What is an ASIC and how to build one?

The course Advanced Topics on ASIC Implementation by Tampere University has come to its midpoint. The lecture part of the course is finished and the students are eager to start working on the lab assignment that covers the second half of the course. 

There are 15 motivated students on the course – a nice tight group for the first implementation. 

Motivation, contents 

Tampere University has had a strong offering of digital design courses. Our curriculum presents a concise path all the way from small led blinkers to integration of multiprocessor platforms. Our courses have utilized Field Programmable Gate Array (FPGA) chips which are good for prototyping, but often in the industry setting the target platform is application-specific integrated circuit (ASIC) based implementation due to its performance and unit price costs advantage. Also, the academia on the field have moved toward ASIC based implementations to focus research where the challenges resides. 

These needs inspired us to extend our education with a new course that covers the steps relevant for ASIC design. Luckily digital design for these different platforms, FPGAs and ASICs, share similar Design and Verification steps (yellow in the figure) in the beginning of the design process so students have the needed prerequisites from existing courses. After that ASIC specific steps come into picture (Marked on pink, orange and cyan). Eventually after multiple quality checks the design database (GDSII) is ready to be sent to fab for production. The production is something we can’t do in course context, but definitely the topic to return to in upcoming posts!  

All these steps require separate tools and a vast knowledge of the tool flow. The success of an ASIC designer depends on various physical phenomena: delays in nanoseconds, capacitances in picofarads, and wire lengths in micrometers sound miniscule, but all of these must be managed for a working product. Otherwise, your mobile would be the size of a football field powered by a separate power plant.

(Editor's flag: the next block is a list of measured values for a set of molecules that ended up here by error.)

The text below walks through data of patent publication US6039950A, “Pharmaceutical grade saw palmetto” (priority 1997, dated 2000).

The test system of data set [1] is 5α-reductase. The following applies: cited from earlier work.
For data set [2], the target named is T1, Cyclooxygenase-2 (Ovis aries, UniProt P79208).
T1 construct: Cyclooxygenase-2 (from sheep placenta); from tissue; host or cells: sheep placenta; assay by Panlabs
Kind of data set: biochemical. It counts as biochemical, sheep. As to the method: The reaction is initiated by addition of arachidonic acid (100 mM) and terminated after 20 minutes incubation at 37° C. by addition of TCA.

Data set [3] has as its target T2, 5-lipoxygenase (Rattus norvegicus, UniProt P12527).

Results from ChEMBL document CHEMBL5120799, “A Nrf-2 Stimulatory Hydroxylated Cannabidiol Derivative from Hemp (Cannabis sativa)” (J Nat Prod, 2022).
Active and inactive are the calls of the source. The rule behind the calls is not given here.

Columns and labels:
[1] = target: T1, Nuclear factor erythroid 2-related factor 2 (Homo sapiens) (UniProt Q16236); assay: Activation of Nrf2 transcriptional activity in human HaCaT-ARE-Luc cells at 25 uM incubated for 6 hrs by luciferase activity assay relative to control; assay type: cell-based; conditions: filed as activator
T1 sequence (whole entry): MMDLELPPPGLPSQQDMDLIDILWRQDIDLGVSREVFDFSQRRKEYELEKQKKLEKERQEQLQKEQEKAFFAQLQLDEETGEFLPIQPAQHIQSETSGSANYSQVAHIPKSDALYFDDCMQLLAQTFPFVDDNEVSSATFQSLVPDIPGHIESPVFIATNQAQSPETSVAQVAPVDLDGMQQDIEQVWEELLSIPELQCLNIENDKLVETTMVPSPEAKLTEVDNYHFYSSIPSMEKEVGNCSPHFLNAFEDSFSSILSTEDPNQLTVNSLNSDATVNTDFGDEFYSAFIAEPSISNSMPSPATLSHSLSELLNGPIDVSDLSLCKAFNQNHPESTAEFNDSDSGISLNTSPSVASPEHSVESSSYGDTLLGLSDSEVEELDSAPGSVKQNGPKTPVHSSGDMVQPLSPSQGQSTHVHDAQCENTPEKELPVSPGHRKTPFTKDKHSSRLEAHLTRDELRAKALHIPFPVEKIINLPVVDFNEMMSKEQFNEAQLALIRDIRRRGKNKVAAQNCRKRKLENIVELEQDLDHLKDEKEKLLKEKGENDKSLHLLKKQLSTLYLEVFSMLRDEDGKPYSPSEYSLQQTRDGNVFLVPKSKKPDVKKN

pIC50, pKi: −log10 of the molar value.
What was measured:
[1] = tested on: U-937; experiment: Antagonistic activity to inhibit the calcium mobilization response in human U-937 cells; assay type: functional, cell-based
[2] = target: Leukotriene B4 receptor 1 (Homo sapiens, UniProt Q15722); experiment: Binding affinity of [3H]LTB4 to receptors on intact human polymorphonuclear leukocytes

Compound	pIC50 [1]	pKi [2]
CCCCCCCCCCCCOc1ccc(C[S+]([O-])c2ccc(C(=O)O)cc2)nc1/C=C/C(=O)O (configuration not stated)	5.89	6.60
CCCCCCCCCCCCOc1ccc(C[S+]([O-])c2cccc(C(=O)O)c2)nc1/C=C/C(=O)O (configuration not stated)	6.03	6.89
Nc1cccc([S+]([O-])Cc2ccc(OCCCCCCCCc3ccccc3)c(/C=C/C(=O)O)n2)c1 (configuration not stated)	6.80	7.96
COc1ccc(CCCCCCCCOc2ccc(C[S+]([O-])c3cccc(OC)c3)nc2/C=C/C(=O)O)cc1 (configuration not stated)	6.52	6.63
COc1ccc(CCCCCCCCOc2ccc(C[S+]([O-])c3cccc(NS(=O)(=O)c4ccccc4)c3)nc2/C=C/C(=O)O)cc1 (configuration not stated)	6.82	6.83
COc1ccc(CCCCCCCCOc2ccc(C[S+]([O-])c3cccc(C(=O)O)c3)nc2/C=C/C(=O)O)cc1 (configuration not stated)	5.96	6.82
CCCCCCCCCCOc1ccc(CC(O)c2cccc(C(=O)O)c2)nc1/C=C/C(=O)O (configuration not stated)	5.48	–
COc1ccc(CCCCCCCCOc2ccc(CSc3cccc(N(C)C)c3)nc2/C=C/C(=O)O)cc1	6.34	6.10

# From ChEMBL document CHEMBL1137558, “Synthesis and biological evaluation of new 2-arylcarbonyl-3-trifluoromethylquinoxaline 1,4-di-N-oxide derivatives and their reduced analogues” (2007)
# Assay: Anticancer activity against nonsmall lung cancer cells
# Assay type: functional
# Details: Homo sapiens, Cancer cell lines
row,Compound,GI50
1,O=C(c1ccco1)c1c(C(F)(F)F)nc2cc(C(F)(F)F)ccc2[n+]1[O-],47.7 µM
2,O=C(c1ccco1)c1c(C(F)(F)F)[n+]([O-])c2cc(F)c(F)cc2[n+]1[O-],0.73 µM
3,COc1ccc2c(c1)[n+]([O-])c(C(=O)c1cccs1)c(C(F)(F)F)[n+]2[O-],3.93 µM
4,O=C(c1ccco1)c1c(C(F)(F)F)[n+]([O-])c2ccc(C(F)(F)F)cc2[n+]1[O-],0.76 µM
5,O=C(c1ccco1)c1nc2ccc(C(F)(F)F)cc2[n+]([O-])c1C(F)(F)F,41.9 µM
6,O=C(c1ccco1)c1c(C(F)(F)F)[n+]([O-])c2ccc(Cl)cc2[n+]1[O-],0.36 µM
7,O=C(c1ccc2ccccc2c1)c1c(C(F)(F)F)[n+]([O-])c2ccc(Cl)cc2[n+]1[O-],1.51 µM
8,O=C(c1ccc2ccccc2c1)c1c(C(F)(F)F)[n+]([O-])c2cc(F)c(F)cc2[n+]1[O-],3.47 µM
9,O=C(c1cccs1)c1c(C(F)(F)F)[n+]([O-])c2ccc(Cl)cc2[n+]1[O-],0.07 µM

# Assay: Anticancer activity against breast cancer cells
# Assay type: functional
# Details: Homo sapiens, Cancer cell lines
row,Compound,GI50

Modern ASICs consist of various submodules: even tens of CPU cores, co-processors, accelerators, and interfacing modules are all devoted to their specific tasks. Communication between those modules demands a complex interconnect network – a network-on-chip (NoC).

 

 

 

 

 

 

 

 

 

Source: https://www.anandtech.com/show/9330/exynos-7420-deep-dive/2

Due to importance of high-bandwidth interconnect and previous research and development by our group, we selected a NoC as the design to be focused on in our course labs.


Lectures, seminar presentations and labs

The course started with our own lectures on NoC basics. After the introduction, the first assignment for the students was to analyze and present a recent scientific article on SoC, Network-on-Chip, or ASIC technology domain. Students chose interesting articles on the progress of NoC research and we even had one presentation on a new unconventional transistor logic to replace the familiar CMOS gates. We want to thank all the presenters, also the teachers learned a lot!

Collaboration with various partners had an important role in the implementation of the course. As a result, we have had many interesting guest lectures by experts. Erno Salminen from Nokia gave us a double lecture introducing the ASIC synthesis and physical design steps form industry-scale project perspective. That was followed by lectures held by the experts from one of the leading Electronic Design Automation (EDA) tool companies, Cadence. Cadence gave us training about their tools and students also got access to the Cadence training platform where they have a wide catalog of online courses.

That gave student the needed knowledge to continue on practical side with the lab exercises. The labs will cover all the steps in the ASIC flow. The course will conclude in December with a second seminar presentation by the students. They will explain the power, performance, and area results they achieved for their implementation. Different results and approaches will surely raise interesting discussions!

 

Written by Arto Oinonen & Antti Rautakoura